New ideas for course finder
Their programme finder makes clever use of search functionality to offer a filtering system along with a comparison tool.
On the landing page of the programme finder, users are presented with a full list of UND’s programmes. From there, they can:
- search for programmes using key words
- filter by programme type (for example, only major degrees or only minor degrees)
- filter by field of study (for example, ‘Arts and Music’ or ‘Medicine and Health’)
- filter by mode of study (for example, ‘On campus’, ‘Off campus’ or ‘Online’)
When a user clicks on a programme link, they are presented with a quick-look sidebar which gives a brief summary of the course and key information. From there, the user can click a further link to visit the full programme page.
The benefits of the quick-look sidebar is that it keeps the landing page free from unnecessary content clutter and allows users to get a little more information about a particular programme before navigating away from the programme finder page.
The coolest feature is the ability to compare programmes. Users can select any number of programmes and hit the ‘Compare’ link at the bottom of the page. This brings up a bottom bar with a quick-look of your selected programmes presented side-by-side.
Could we do this?
At St Andrews, we already offer a course search tool which uses our internal search engine, Funnelback. However, we could add filtering options like UND’s programme finder. At the moment, besides using the course search tool, our users can go to specific subject pages to search for courses. However, this doesn’t allow them to easily compare courses across different subjects (for example, if they are interested in both biology and chemistry, they would have to explore those two subjects separately). With filtering options, users could select multiple subject areas and see all courses within those subjects.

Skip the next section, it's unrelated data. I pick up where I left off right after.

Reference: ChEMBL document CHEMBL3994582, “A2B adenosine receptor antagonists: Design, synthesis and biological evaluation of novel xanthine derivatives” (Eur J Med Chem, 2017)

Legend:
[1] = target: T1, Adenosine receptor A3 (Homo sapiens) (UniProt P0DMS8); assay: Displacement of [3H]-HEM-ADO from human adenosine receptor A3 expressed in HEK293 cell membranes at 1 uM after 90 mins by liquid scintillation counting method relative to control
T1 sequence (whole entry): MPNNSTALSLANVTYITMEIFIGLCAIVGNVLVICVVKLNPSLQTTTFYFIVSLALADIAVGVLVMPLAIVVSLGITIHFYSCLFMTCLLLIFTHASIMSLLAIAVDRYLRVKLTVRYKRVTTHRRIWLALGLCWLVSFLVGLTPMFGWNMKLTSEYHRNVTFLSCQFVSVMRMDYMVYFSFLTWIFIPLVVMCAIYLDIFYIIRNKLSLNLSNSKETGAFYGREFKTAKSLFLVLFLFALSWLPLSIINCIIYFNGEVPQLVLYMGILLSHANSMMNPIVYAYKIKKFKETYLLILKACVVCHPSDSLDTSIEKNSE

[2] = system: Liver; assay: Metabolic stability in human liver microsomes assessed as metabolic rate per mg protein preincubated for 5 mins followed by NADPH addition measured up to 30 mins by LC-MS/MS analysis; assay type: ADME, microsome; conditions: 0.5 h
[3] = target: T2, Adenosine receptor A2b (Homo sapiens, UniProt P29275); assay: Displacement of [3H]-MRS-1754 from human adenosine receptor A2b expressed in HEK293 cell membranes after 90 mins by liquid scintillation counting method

UND’s compare feature is particularly interesting. At St Andrews, we have many programmes that sound similar at a surface level (for example, what is the difference between our ‘Banking and Finance MSc’, ‘Finance and Management MSc’ and ‘Finance MSc’?). With a compare tool, we could carefully craft the quick-look information so that the key differences between the programmes are easily highlighted for users. If data tracking could somehow be applied to the compare feature, we could also see which courses our users commonly compare.
Our team would need to explore this functionality within Funnelback to see if we could apply similar features, but UND’s programme finder is a great example of how you can use a search tool to offer more ways for users to navigate through course options.